The main role of an intent trigger is to tell Teneo what kind of inputs, or intents, should activate a flow. There are two types of intent triggers in Teneo: class triggers and syntax triggers.
Class triggers (or Machine Learning Class Intent Triggers if you want to use the more official name) use a machine learning model (a classifier) to determine what an input is about. You train a class trigger by providing training phrases (called 'learning examples' in Teneo) that are as close to real user inputs as possible.
Ideally you would use actual user inputs, but to get started during development you can just use some example inputs that you can think of from the top of your head. We recommend to start with 10-20 example inputs per class trigger. This will result in good performance, but you will notice the model will improve when you add more examples once you start testing and collect more inputs. You can find more details on improving your learning examples here: Optimization of class triggers.
Note that you can also add negative example inputs. Those are not used to train the model however, but they can be helpful when running automated tests.
Syntax triggers (officially called Language Condition Syntax Intent Triggers) use a different method to find out what kind of inputs should activate a flow. They make use of a language condition, which is expressed using a condition syntax. You can either hand-craft the condition yourself, or let Teneo automatically create it for you from a set of examples, after which you can edit the condition. For an example of different ways to create and edit a language condition, go here: How to create a syntax trigger.
The possibility to use both class and syntax triggers provides you with the power of machine learning and the precision of condition syntax. This is what we call our hybrid model. It is explained in depth in the Language Understanding section.
Class triggers can be linked to syntax triggers. By linking them, the example inputs of the syntax trigger are also used as training phrases for the class trigger.
The easiest way to get started with Teneo is by using class triggers. Once your solution grows you may find a need for syntax triggers. For example, if class triggers have trouble distinguishing between two intents. Or if you need to recognize a very specific pattern. Or perhaps your trigger should include certain specific words, in which case a syntax trigger may be best. You can mix and match triggers, depending on your needs. For more details on how to make the best of both types of triggers, see: hybrid approach in the language understanding section.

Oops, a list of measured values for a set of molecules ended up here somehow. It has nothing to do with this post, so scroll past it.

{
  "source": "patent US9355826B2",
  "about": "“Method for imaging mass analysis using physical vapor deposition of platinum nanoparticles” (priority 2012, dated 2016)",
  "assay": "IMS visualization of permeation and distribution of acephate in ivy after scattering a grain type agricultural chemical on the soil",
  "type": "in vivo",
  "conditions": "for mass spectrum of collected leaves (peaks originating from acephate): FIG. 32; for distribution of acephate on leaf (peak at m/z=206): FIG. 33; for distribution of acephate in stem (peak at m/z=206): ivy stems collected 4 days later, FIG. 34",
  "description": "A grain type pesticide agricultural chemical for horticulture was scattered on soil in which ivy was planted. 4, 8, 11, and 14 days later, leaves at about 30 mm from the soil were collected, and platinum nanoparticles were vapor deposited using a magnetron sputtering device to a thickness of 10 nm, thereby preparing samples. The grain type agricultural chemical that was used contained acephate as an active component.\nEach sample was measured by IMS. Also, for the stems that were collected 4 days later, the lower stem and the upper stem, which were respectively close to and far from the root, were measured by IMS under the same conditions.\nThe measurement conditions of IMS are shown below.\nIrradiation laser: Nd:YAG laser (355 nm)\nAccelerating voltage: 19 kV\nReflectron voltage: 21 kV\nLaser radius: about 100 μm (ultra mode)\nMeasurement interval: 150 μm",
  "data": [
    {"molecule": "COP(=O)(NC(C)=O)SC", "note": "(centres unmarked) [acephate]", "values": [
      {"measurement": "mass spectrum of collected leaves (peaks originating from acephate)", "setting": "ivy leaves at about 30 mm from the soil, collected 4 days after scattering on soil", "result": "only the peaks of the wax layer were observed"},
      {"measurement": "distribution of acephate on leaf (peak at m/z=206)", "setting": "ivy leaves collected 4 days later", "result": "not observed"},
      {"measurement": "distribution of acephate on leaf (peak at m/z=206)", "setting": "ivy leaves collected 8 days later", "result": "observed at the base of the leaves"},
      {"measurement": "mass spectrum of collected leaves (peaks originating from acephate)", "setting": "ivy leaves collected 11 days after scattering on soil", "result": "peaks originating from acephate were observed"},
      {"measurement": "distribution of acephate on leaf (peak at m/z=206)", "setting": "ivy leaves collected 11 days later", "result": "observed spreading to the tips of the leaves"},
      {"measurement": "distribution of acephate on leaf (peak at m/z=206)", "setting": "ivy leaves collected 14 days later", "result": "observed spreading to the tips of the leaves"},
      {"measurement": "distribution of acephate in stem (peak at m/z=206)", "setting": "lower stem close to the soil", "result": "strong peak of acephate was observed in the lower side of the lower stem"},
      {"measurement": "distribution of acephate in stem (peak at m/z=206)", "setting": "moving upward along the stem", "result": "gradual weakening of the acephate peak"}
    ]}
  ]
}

You can restrict your trigger to only fire in certain contexts, for instance after a certain topic has already been introduced. Consider the following dialog:
User: What is the weather like in Amsterdam?
Bot: It's quite sunny in Amsterdam at the moment, make sure to wear sunscreen!
User: What about Barcelona?
Bot: It's raining in Barcelona. Don't forget your umbrella!
The user's second question can only be interpreted correctly if you know that the topic the user talks about is weather. For this you could create a trigger that fires on inputs like 'What about [city]', but only when the conversation was already about weather. This is what Context restrictions can be used for. Throughout the conversation 'contexts' can be set, which can then be used by triggers as restrictions.
Context restrictions can be added to a trigger in the 'Examples' panel. When an input matches a trigger and the assigned context is true, the trigger will fire. The contexts that you assign may be of different kinds. Often it is confined to the value of a variable that has been set earlier on in the dialog. If the context is hard to represent by means of a single variable value, you can set up a scripted context restriction. As an alternative, you can include Groovy code in the language condition of a syntax trigger.
When Teneo tests a user input against your solution's triggers, it does so in a certain order, and stops at the first match that fully satisfies all criteria.
Each trigger belongs to an order group. The triggers of the highest ranked order group will be tested before Teneo moves on to the next order group, and so on. Class triggers all belong to the same group called 'Class Triggers'. Syntax triggers can be added to any order group, and you can create as many groups as you like and order them according to your needs. Typically you'll add the most specific syntax triggers to the highest order group, and a more generic syntax trigger to a lower ranking group.
Inside each order group, the ordering may be further refined, so that the order between individual syntax triggers is specified.
When a syntax trigger is born, it will be stored in the default trigger order group. You can easily change that in the drop-down 'Order Group', in the syntax trigger's 'Examples' panel.
Flows can have several independent triggers. Using multiple flow triggers makes it possible to create diverse triggers with different degrees of complexity and specificity linking to the same flow. For example, it is possible to create a flow with a class trigger and also a syntax trigger with a more complex condition that matches very precise inputs. These triggers can have their own listeners (to extract additional information from the input) and, in case of syntax triggers, would have their own ordering.
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